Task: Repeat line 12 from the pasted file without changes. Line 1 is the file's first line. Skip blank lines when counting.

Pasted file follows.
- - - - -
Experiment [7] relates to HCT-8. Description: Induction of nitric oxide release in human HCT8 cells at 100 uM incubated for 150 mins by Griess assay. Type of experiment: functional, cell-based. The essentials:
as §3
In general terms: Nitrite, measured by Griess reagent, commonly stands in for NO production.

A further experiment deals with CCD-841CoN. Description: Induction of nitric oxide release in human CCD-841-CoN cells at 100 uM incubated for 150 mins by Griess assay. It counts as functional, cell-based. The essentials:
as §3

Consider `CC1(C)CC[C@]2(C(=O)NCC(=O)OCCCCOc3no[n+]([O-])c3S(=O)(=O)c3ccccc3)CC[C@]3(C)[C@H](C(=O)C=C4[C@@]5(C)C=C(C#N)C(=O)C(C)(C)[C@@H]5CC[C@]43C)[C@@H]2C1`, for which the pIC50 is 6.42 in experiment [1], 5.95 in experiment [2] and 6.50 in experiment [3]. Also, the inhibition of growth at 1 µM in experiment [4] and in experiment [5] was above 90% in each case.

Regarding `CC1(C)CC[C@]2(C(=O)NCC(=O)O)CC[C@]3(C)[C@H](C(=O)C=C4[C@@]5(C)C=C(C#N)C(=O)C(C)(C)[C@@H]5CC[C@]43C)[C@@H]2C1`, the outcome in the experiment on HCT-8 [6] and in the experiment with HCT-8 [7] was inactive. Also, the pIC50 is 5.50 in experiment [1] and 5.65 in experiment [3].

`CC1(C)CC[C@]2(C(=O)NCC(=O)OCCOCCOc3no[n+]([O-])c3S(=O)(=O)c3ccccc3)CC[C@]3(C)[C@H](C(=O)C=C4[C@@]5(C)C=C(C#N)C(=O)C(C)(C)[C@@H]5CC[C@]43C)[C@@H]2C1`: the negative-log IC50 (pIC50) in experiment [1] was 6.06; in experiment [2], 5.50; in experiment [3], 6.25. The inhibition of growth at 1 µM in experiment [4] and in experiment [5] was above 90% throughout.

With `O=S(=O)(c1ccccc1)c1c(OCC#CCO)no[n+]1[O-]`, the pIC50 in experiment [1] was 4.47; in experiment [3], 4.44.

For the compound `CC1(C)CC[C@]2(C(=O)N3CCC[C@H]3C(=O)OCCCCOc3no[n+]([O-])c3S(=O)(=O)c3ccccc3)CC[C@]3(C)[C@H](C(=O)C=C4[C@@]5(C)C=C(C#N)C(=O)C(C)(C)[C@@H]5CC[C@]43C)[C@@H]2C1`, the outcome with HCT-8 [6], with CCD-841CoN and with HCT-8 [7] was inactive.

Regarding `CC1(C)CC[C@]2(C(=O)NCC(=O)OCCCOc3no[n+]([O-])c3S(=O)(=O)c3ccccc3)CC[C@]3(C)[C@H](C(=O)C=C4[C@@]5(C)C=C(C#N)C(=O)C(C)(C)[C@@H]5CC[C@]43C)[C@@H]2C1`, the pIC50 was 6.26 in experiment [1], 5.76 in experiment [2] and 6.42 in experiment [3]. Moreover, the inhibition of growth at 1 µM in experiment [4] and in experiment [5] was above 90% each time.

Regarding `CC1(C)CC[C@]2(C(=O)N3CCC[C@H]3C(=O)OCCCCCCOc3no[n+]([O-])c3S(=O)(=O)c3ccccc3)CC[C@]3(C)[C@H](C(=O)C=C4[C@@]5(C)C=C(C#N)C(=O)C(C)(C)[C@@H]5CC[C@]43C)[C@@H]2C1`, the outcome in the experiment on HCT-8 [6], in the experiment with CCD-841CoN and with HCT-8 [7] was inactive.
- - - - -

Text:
Regarding `CC1(C)CC[C@]2(C(=O)N3CCC[C@H]3C(=O)OCCCCCCOc3no[n+]([O-])c3S(=O)(=O)c3ccccc3)CC[C@]3(C)[C@H](C(=O)C=C4[C@@]5(C)C=C(C#N)C(=O)C(C)(C)[C@@H]5CC[C@]43C)[C@@H]2C1`, the outcome in the experiment on HCT-8 [6], in the experiment with CCD-841CoN and with HCT-8 [7] was inactive.